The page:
OpenJurist

460 F2d 1196 Ragland v. A Mueller

460 F.2d 1196

4 ERC 1198, 2 Envtl. L. Rep. 20,320

Robert B. RAGLAND, Plaintiff-Appellant,
v.
Edward A. MUELLER, as Secretary of the State of Florida
Department of Transportation, et al., Defendants-Appellees.

No. 71-2430.

United States Court of Appeals,
Fifth Circuit.

May 31, 1972.

William H. Maness, Jacksonville, Fla., for plaintiff-appellant.

John L. Briggs, U. S. Atty., John D. Roberts, Asst. U. S. Atty., Jacksonville, Fla., Howard Hadley, Gen. Counsel, State of Florida, Dept. of Transp., Tallahassee, Fla., Edmund B. Clark, Dept. of Justice, Washington, D. C., Geoffrey B. Dobson, Tallahassee, Fla., Dirk D. Snel, Robert S. Lynch, Kent Frizzell, Asst. Attys. Gen., Washington, D. C., for defendants-appellees.

Before TUTTLE, GEWIN and THORNBERRY, Circuit Judges.

TUTTLE, Circuit Judge:

1

This is an appeal from a dismissal of an action, seeking to enjoin Secretary of Transportation Volpe, Secretary of the State of Florida Department of Transportation, Edward A. Mueller and Federal Highway Administrator, Francis C. Turner, from proceeding with their plans to continue construction of I-295. This particular route the defendants have chosen goes directly through appellant's 50 acre wildlife refuge (Grandma's Farm) in Duval County, Florida.

2

Secretary Volpe and FHA Turner moved to dismiss "for failure to state a cause of action and for lack of jurisdiction over the subject matter." Secretary Mueller moved to dismiss on three grounds: (1) sovereign immunity, (2) standing, and (3) "failure to state a claim upon which relief can be granted." After an evidentiary hearing, the motion was granted, but no grounds were stated. The court merely stated, as to each defendant "the motion to dismiss the complaint . . . is Granted."

3

So far as concerns "sovereign immunity" as a defense to a suit to enjoin state or federal officials from failing to comply with the laws spelling out their legal authority, the raising of such a defense in this action borders on the frivolous. See K. C. Davis, Administrative Law Treatise, Vol. 3, 27.03.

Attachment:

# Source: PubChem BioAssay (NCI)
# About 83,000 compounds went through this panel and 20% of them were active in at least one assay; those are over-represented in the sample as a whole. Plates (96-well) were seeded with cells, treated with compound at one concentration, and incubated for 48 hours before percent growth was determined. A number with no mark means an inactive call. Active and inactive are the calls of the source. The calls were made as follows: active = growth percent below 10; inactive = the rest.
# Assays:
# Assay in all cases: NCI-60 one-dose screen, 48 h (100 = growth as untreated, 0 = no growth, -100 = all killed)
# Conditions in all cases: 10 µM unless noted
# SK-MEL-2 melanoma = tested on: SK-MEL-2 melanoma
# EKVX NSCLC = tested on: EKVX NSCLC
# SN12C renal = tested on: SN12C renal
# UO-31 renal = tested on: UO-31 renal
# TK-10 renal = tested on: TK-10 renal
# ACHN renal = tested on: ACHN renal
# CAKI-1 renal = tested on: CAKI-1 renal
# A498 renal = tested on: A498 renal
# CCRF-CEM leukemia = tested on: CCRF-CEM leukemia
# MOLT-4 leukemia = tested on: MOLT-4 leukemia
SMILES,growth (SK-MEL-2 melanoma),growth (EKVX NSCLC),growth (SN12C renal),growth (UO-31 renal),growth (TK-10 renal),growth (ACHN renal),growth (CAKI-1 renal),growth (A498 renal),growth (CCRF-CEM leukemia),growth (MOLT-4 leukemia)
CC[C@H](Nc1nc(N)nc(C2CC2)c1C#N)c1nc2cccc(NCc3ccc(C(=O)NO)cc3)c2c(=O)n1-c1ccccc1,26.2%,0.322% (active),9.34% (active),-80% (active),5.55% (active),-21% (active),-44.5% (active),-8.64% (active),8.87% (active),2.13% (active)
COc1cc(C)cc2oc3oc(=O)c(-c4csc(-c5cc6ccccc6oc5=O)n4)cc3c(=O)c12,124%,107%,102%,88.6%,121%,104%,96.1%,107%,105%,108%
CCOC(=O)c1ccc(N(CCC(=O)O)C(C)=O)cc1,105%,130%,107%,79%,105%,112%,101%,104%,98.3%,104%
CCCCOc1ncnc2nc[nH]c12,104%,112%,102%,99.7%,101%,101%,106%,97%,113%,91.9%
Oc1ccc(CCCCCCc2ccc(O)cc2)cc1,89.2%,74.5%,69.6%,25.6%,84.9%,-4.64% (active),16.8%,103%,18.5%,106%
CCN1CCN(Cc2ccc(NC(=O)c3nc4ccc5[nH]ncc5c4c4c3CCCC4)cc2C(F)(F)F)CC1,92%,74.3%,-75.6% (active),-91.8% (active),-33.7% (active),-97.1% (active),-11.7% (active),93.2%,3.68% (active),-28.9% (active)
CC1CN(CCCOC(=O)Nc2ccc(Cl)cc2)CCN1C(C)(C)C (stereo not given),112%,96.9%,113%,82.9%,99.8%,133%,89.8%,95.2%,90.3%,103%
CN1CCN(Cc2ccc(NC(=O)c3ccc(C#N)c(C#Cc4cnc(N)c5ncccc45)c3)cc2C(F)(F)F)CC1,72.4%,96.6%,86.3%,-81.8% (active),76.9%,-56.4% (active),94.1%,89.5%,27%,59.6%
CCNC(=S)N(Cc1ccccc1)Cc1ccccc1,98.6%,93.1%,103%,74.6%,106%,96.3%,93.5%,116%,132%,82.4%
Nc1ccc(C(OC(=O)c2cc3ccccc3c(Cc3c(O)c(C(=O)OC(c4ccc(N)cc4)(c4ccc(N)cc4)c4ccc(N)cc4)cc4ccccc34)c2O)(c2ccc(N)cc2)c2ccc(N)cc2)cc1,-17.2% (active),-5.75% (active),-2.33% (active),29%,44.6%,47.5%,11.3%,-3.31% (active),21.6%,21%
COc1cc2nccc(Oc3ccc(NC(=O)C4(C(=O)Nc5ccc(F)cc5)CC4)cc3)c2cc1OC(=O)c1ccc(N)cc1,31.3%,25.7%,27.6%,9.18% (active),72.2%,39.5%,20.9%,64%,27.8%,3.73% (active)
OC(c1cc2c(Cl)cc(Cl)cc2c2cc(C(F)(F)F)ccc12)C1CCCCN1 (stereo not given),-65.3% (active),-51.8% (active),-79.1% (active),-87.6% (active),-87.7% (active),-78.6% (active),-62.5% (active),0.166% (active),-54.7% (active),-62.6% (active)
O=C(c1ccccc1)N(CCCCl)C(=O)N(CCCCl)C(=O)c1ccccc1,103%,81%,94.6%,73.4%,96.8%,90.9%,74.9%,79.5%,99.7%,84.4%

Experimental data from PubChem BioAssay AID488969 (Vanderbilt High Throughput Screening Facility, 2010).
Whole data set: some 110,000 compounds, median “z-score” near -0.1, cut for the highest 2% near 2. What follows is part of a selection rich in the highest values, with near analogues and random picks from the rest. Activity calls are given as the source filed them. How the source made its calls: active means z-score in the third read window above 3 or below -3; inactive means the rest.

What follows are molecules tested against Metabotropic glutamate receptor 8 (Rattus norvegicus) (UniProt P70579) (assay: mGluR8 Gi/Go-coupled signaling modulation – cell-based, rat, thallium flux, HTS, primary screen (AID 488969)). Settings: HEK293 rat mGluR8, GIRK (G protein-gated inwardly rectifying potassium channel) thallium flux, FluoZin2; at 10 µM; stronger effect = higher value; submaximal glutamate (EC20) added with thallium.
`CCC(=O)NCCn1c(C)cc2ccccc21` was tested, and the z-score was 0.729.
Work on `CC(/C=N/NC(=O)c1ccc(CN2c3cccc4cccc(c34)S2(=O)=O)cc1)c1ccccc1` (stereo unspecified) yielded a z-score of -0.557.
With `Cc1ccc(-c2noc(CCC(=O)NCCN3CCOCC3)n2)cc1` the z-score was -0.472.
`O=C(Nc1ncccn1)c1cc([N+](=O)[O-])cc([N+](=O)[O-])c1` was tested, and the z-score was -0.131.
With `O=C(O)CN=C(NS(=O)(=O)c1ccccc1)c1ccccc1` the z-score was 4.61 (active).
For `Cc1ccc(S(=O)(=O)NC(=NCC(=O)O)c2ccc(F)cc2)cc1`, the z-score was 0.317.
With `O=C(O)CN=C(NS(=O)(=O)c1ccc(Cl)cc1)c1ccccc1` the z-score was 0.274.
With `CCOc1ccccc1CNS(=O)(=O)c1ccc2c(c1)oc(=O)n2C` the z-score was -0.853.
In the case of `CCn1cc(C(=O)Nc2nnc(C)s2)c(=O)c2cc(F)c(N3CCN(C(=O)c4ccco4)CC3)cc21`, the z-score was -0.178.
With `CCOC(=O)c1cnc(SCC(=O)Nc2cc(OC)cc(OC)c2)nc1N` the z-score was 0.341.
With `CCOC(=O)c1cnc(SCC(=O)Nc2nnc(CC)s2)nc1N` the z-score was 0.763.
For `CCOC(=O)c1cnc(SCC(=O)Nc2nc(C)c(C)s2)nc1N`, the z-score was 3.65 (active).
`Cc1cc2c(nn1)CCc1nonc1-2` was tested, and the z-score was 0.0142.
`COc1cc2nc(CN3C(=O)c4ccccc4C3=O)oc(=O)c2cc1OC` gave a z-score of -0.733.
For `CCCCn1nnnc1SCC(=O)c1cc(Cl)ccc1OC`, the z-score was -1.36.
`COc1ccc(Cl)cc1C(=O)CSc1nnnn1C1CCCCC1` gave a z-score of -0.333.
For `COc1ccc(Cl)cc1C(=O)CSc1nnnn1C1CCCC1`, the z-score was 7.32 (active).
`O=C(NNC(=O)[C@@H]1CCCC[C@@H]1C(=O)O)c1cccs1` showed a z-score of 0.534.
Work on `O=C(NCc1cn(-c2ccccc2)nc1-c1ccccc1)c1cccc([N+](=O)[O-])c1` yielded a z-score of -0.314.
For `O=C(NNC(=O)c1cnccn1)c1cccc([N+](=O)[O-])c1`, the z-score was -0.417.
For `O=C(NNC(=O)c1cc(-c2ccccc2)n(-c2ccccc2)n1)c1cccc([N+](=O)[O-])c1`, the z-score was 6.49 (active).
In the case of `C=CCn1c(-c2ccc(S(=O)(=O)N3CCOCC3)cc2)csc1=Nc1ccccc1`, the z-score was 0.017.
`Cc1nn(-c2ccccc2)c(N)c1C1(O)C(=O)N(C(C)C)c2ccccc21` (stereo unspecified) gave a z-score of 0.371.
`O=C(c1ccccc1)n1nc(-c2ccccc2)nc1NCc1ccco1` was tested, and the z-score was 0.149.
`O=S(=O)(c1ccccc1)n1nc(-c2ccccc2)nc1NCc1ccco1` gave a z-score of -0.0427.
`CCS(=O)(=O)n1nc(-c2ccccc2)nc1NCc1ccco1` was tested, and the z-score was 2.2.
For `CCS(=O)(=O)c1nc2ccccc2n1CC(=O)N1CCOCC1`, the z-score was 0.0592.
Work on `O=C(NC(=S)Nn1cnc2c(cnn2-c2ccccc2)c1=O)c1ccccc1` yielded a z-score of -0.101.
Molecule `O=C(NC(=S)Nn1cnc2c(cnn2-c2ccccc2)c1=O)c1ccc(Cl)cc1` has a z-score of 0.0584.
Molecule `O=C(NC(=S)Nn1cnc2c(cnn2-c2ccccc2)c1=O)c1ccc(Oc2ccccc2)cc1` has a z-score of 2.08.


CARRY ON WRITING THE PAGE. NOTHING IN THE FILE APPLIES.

4

Regarding the defense of standing, appellees argue that because appellant Ragland raised the issues now being litigated in Federal Court in the state condemnation proceeding, he does not have standing to contest personally these same claims in Federal Court. Such an argument clearly confuses the defense of standing with that of collateral estoppel. Regarding the latter, we note that on the basis of the record before us, it simply is unclear whether all the procedural issues raised in the Federal portion of this litigation were also raised in state court. Specifically, it is unclear whether appellant's claim that the National Environment Act of 1969 ought to be applied retroactively was ever raised and decided in the state court proceedings. The state court opinion dealing with these matters, which is a part of this record, specifically refers only to "petitioner's contention that he was not given notice of the 'design public hearing"' as required by 23 U.S.C. Sec. 128, and Policy and Procedure Memorandum 20-8.

5

This being the case, we are left with the issue of whether Appellant's allegation that Sec. 102(2) (C) of the National Environment Act of 1969 was not complied with states a claim upon which relief might be granted. While this court and others have held that in certain situations, the National Environment Act of 1969 may be applied retroactively, See Named Individual Members of San Antonio Conservation Society v. Texas Highway Department, 446 F.2d 1013 (5th Cir. 1971); Arlington Coalition on Transportation et al. v. Volpe et al., 458 F.2d 1323 decided April 4 1972, 4th Cir., this is clearly not such a case. Analysis of the facts reveals that when NEPA became effective January 1, 1970, sixteen of the twenty miles of the disputed highway had already been fully completed and the right of way for the remaining four miles had been acquired. It is simply unreasonable to assume that Congress intended that at this point in time, construction should halt, an environmental impact study should be made, and the highway possibly be rerouted. Finding no authority in this or any other circuit contrary to this view we therefore affirm the judgment of the trial court granting appellee's motion to dismiss.

6

Judgment affirmed.